Common Language: The Power of a Good Continuum

Like I said last week, I love a good continuum, but while SAMR has good intentions, I’m not convinced of how helpful it is to truly impact the ultimate goal of schooling–improving student learning. But since my Mother used to tell me, “If you can’t say something nice…” I decided this week to share a continuum that I believe does help impact student learning. It’s from my friends at Henrico County Public Schools outside of Richmond, VA, and it’s the Technology Innovation Progression, or TIP Chart.

Developed under the guidance of professional friends and colleagues Tom Woodward, Debbie Roethke, Gaynell Lyman, and others, the continuum does many things to improve the interactions teachers and students have with technology. It’s also the centerpiece of two national recognitions for excellence from the American Libraries Association and the Consortium for School Networking. Despite the awards, it’s creators will be the first to admit it’s not the “be all and end all,” but it has done more to promote quality conversations about teaching and learning with technology in many of the school districts I have worked with. That’s something that a simpler continuum often does not do.

It’s Not Easy Being Simple

I understand that simplicity has it’s appeal, and that since technology integration is a complex issue that a simple framework reaches some people. But I find the SAMR too simplistic and results in oversimplified conversations about what teachers–not to mention students–should know and be able to do to improve student learning. The ultimate goal of technology integration is improved student learning, remember, so we need a continuum that helps students understand what that looks like. SAMR does not do that. The TIP Chart does.

The TIP Chart covers four categories (only one of which is presented above. Follow the link to the full chart on Henrico County’s website). The four categories are based on the 2007 National Educational Technology Standards for Students from ISTE. They include:

  • Research and Information Fluency
  • Communication and Collaboration
  • Critical Thinking and Problem Solving
  • Creativity and Innovation

A single post is not the place for a detailed exploration of each. What is possible is spending time reviewing the structure of the TIP Chart to better understand how it can be used. I use it as a foundation for conversations with educators at every level, from the classroom to the superintendent’s cabinet. In fact, after initial use in one district, the director of secondary schools said to the gathered group, “for the first time, I feel like I have the language to talk with a teacher about what creativity and innovation is, and is not, and what they can do to work on it.” The TIP chart, while addressing complex and sometimes misunderstood concepts like creativity and innovation, uses simple language to make these concepts tangible.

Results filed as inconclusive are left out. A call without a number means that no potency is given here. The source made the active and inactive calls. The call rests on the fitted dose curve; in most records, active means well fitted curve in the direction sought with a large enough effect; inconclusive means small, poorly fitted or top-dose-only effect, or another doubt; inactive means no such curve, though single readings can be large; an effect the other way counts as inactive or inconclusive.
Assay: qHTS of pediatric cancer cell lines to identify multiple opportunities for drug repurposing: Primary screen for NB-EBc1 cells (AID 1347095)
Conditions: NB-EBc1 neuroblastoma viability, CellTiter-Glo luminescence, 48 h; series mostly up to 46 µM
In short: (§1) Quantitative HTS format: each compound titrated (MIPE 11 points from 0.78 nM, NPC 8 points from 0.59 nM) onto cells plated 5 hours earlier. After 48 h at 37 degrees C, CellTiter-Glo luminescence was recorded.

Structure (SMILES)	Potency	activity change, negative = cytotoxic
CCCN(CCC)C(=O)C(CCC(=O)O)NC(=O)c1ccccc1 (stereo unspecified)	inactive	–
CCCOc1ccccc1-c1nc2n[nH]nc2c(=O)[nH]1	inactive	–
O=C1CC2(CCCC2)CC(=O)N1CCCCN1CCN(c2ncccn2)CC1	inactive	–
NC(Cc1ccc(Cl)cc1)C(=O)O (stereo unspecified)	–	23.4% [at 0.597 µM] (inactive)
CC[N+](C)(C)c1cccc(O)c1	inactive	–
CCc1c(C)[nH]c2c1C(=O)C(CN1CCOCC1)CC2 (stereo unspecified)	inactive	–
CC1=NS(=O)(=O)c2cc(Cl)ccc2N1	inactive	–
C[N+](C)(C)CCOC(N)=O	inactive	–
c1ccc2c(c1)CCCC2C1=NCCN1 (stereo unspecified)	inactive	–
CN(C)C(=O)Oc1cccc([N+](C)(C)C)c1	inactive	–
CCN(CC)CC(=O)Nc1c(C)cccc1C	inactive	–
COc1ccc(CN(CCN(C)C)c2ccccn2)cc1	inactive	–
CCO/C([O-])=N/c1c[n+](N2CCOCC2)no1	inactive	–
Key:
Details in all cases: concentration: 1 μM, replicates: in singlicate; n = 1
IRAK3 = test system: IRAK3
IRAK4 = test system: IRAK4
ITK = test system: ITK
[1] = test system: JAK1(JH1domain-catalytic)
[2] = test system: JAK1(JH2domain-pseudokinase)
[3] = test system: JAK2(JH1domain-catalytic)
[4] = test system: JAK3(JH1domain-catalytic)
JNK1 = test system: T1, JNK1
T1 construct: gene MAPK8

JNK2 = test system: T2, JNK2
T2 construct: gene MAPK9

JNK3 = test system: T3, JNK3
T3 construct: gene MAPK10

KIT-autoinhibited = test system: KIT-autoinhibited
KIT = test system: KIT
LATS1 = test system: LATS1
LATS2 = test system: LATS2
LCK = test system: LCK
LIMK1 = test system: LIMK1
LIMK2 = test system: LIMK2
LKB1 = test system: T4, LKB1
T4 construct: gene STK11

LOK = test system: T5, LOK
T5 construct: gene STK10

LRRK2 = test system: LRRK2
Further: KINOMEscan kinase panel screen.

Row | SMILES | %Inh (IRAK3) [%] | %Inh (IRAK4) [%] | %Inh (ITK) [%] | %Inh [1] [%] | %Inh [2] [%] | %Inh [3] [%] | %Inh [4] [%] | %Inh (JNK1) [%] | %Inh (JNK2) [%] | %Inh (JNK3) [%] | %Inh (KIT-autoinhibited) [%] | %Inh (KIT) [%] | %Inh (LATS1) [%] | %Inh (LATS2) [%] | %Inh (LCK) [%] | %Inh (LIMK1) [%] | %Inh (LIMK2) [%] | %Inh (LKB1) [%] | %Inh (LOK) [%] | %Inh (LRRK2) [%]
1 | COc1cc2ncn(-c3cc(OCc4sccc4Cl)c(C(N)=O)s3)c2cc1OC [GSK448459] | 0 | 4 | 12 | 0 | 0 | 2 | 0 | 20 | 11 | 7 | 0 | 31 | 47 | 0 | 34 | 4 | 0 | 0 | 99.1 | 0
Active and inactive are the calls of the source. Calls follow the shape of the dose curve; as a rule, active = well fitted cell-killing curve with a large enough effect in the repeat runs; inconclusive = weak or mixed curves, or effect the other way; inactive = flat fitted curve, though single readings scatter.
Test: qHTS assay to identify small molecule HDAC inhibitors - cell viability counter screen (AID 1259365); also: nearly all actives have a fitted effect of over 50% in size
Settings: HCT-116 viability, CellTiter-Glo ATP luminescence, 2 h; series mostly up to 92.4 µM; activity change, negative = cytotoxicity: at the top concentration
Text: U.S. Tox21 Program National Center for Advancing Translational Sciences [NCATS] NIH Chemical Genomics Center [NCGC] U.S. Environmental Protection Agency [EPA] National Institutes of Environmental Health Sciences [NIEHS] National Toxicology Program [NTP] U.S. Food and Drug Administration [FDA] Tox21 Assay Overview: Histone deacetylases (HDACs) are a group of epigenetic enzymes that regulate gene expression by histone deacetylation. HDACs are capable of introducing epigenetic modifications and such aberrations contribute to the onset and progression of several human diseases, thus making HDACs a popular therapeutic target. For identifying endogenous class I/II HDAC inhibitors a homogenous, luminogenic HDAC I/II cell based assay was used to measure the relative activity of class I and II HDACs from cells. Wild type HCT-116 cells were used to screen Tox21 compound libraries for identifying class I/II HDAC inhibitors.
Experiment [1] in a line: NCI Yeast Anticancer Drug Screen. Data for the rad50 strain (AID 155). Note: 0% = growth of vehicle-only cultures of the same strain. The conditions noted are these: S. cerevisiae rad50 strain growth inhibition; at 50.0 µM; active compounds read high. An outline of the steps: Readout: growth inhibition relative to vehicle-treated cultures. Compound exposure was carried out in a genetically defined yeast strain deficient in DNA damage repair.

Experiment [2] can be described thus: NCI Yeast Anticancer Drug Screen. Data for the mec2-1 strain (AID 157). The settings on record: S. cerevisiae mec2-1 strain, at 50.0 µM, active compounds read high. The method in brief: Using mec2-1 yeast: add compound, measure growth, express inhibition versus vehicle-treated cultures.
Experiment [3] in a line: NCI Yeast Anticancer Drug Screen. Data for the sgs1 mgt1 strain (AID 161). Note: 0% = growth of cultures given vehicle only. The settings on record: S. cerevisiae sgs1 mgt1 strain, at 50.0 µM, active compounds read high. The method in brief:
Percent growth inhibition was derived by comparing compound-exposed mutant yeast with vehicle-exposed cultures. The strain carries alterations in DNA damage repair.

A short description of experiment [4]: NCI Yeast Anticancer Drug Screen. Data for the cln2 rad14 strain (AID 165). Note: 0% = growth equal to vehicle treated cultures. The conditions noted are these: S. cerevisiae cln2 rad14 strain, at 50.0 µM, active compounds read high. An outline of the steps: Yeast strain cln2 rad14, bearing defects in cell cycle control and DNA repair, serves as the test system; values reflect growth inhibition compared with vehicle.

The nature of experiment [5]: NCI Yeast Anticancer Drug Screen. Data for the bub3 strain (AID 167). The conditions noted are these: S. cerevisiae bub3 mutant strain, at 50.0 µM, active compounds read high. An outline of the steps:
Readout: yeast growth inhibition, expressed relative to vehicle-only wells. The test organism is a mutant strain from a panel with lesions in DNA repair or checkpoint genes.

It wasn’t easy to distill these complex concepts down to the simple language that now exists. The TIP chart has and will likely continue to evolve. In fact, several of my districts have started by using the TIP chart to have conversations about technology integration and moved on to create their own continuua that sometimes address the same concepts and sometimes include other concepts they value (e.g., curiosity, imagination, flexible learning environments, global citizenship, etc.).

The following graphic provides an overview of the structure of the chart. For each category, you’ll find more teacher-centric activities described on the left. As you move to the right, you’ll find descriptors of more student-centered learning activities. It’s not that the left is bad and the right is good, or vice versa, it’s just a way to interpret those types of instruction. Many teachers move back and forth from one side to the next, sometimes during a lesson or across a unit. One of the greatest benefits many teachers find with the chart is that while the top row describes what teachers do–in a way that is far less punitive than most state teacher evaluation instruments–it also describes what students are doing (in the bottom row) for the simple reason that if students are to take greater ownership of their learning, the actions students take to do so have to be understood and described.